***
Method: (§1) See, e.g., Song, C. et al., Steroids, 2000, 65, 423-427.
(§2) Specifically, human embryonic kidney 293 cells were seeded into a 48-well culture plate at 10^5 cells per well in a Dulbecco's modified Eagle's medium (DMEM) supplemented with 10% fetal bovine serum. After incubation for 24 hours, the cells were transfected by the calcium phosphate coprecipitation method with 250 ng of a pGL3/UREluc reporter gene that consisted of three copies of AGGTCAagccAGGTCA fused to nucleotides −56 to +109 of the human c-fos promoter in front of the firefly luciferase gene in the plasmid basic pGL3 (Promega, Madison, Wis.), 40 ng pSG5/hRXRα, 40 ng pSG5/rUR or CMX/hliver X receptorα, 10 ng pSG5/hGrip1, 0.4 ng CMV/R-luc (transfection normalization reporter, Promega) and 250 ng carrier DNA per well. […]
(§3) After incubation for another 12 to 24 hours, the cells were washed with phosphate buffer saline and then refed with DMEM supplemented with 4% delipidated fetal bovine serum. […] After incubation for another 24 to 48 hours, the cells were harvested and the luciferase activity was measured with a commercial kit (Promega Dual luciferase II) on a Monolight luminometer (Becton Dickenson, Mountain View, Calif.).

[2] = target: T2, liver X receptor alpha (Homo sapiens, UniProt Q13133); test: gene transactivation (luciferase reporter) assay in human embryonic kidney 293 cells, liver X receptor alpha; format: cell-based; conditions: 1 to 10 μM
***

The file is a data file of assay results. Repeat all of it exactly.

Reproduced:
Method: (§1) See, e.g., Song, C. et al., Steroids, 2000, 65, 423-427.
(§2) Specifically, human embryonic kidney 293 cells were seeded into a 48-well culture plate at 10^5 cells per well in a Dulbecco's modified Eagle's medium (DMEM) supplemented with 10% fetal bovine serum. After incubation for 24 hours, the cells were transfected by the calcium phosphate coprecipitation method with 250 ng of a pGL3/UREluc reporter gene that consisted of three copies of AGGTCAagccAGGTCA fused to nucleotides −56 to +109 of the human c-fos promoter in front of the firefly luciferase gene in the plasmid basic pGL3 (Promega, Madison, Wis.), 40 ng pSG5/hRXRα, 40 ng pSG5/rUR or CMX/hliver X receptorα, 10 ng pSG5/hGrip1, 0.4 ng CMV/R-luc (transfection normalization reporter, Promega) and 250 ng carrier DNA per well. […]
(§3) After incubation for another 12 to 24 hours, the cells were washed with phosphate buffer saline and then refed with DMEM supplemented with 4% delipidated fetal bovine serum. […] After incubation for another 24 to 48 hours, the cells were harvested and the luciferase activity was measured with a commercial kit (Promega Dual luciferase II) on a Monolight luminometer (Becton Dickenson, Mountain View, Calif.).

[2] = target: T2, liver X receptor alpha (Homo sapiens, UniProt Q13133); test: gene transactivation (luciferase reporter) assay in human embryonic kidney 293 cells, liver X receptor alpha; format: cell-based; conditions: 1 to 10 μM